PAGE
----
- Get feedback on the quality of their decisions from those around them, including the team or those impacted by the decisions
Actually making the shift to really listen requires getting one’s ego under control. To learn to use the power of the role in service of the team and organization. This requires navigating what we call “The Paradox of Power”, which we have dedicated a whole chapter to in our book, Leading Beyond Change.
Scrum Role #2: The Delivery Team
The second Scrum role includes multiple people. The delivery team is anybody involved with getting the actual work done. It’s really important here to look at the word “team.” What does it mean to be a team? Effective teams are usually five to seven people. Any more than that and the fabric of a team starts to disintegrate, because there are too many people involved. There’s a famous rule from Luke Holman, “More than eight, no collaborate.”
The Reality Gap
Where do things go wrong with the Delivery Team? We have another article that delves even more deeply into this, called Scrum Anti-Patterns, but here are the most important points.
The biggest challenge with the Delivery Team Scrum role is that people don’t make the shift from “I” to “We.” People still think in terms of separate roles. “The development tasks are mine to do, the QA people do the QA tasks, these are the business analyst’s tasks…”
When team members are unwilling to lose their identity as a particular sub-role and move out to the broader view of being a team member, this causes stagnation. Successful teams work together and will step up to do whatever they need to do to make the team successful. We speak to Theory X vs Theory Y, where everyone shows up as adults and are engaged and motivated no matter what is happening around them.
It is important for people to develop what we call an Agile Mindset to actually realize the benefits of the scrum team. Otherwise, this delivery team concept doesn’t really work. Having this mindset shift is essential for unlocking high-performance.
The Messy Kitchen
The next reality gap is that teams are pushing hard to do a quality job while upper management is pushing for speed. Leadership doesn’t understand that quality is essential to be successful now and in the future.
The delivery team knows they’re responsible for the long-term health of the product, the quality of the code, the quality of the documentation, and the maintainability of this product. They also know that their product will be involved in future releases. They have a vested interest in making sure that the code is built in a quality way.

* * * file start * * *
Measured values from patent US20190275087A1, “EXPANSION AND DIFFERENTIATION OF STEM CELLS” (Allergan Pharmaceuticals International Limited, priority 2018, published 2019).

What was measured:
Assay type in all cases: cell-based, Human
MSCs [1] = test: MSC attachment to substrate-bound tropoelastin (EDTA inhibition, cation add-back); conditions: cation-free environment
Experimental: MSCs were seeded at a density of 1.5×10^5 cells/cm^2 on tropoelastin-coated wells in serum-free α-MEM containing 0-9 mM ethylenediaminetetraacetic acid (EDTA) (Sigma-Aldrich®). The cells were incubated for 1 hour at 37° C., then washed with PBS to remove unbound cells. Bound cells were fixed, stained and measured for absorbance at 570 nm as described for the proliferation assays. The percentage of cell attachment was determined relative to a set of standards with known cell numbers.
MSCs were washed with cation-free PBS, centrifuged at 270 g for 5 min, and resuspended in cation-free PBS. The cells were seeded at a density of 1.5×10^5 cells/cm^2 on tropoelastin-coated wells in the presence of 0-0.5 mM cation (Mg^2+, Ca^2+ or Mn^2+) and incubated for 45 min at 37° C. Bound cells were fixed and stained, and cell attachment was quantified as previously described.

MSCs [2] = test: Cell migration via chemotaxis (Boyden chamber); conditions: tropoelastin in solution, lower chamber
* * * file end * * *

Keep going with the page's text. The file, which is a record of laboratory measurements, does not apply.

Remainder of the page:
Unfortunately, most organizational leaders focus the majority of their energy on immediate results, and there’s only lip service paid to create healthy, sustainable products. This creates tension with the team delivering the product.
Especially in software, most teams work in a context where there’s technical debt – often referred to as a “messy kitchen.” It’s unpleasant and messy to work in a codebase where there’s such a big mess. Oftentimes, people have done all this extra work to clean up the code or the build system. They come in after-hours or sneak in time just to keep things running.
Often, teams struggle with how to address the time pressure that compromises the ability to do quality work. Ultimately, this is the responsibility of the Product Owner since they are deciding what gets worked on. Good POs (and this is part of Scrum) ensure that there is time to do quality work to create a sustainable product.
It’s important for teams to have shared accountability or responsibility for success. Evaluating people together as a delivery team, independent of their roles, is a very powerful way to increase overall performance. High-performance teams have leaders at all levels, it is the responsibility of leadership to create this. Product Owners and Scrum Masters are the leaders of an Agile organization, and leadership skills are important for these roles.
What this does is it tells people, “It’s in your best interest to help the people around you, because you’re all going to succeed together or fail together.” It creates this really powerful context to encourage less egocentric behaviors and support more collaborative behaviors that look towards the health of the whole system.
And that subtle shift from “I” to “We”, is the primary reason that Scrum works so well. It works because it creates a mental frameshift to a more evolved way of working – a more evolved understanding of how to create success. This new way of working is accomplished with a more evolved consciousness. A different world view and perspective where everyone works and collaborates together, with leadership at all levels to create high performance.